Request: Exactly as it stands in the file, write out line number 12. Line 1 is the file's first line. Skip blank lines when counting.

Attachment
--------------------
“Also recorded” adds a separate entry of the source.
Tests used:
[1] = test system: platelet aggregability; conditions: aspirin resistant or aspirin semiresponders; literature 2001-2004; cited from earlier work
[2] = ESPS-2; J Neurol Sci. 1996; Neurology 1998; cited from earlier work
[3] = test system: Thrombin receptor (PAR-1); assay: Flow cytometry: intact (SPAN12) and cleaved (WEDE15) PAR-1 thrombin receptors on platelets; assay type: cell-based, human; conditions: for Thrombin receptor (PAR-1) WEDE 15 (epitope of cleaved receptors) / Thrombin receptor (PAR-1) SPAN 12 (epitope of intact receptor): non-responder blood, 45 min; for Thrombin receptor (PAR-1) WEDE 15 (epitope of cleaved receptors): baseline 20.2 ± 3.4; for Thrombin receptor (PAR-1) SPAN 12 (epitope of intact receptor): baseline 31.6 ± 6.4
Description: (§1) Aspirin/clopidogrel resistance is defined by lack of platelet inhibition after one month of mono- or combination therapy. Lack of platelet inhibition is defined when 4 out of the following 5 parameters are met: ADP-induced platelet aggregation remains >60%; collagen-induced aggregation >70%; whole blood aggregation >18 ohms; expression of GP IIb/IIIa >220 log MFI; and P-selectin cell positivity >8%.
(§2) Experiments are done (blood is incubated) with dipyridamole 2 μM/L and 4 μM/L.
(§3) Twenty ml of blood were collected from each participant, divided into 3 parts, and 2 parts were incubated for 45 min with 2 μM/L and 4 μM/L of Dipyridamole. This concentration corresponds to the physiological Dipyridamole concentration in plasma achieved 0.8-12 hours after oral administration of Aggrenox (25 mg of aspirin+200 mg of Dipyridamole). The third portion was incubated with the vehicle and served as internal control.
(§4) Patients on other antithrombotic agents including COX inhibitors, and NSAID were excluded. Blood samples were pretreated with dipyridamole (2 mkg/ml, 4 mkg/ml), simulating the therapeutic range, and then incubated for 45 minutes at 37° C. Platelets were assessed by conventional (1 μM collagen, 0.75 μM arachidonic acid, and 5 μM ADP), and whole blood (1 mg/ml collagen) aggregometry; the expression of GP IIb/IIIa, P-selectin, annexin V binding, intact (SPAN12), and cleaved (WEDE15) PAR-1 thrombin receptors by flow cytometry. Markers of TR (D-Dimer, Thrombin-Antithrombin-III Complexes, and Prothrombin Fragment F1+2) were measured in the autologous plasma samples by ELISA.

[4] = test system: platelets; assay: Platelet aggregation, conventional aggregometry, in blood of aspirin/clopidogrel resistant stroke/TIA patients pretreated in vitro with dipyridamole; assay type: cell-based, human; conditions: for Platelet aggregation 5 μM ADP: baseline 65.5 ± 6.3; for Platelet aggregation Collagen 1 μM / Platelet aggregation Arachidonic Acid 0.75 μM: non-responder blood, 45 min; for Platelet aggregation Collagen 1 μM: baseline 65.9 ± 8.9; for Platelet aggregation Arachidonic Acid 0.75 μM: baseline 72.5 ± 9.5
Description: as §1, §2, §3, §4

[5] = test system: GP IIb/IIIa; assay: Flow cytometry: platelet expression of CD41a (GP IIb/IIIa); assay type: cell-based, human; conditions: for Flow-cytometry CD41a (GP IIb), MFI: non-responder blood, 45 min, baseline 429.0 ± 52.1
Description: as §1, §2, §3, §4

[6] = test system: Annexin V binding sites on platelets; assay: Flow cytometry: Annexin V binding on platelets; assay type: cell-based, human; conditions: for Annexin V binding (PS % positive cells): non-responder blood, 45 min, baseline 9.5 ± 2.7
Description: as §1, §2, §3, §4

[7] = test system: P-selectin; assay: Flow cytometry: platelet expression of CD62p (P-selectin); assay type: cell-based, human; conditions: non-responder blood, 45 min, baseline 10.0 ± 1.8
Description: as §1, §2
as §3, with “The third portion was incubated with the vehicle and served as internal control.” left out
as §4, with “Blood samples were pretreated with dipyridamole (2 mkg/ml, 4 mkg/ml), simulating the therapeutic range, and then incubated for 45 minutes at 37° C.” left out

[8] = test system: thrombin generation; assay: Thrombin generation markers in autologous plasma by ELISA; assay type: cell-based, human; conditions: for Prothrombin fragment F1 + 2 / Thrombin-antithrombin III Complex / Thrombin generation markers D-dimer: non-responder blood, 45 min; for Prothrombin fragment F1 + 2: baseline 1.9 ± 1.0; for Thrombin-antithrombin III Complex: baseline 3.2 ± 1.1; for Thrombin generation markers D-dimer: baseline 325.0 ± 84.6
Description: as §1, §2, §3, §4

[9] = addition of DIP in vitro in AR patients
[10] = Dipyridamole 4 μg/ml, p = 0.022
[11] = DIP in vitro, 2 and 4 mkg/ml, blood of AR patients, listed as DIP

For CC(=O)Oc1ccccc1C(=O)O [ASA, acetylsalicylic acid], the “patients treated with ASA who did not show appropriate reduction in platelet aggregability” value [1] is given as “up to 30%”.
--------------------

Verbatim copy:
[5] = test system: GP IIb/IIIa; assay: Flow cytometry: platelet expression of CD41a (GP IIb/IIIa); assay type: cell-based, human; conditions: for Flow-cytometry CD41a (GP IIb), MFI: non-responder blood, 45 min, baseline 429.0 ± 52.1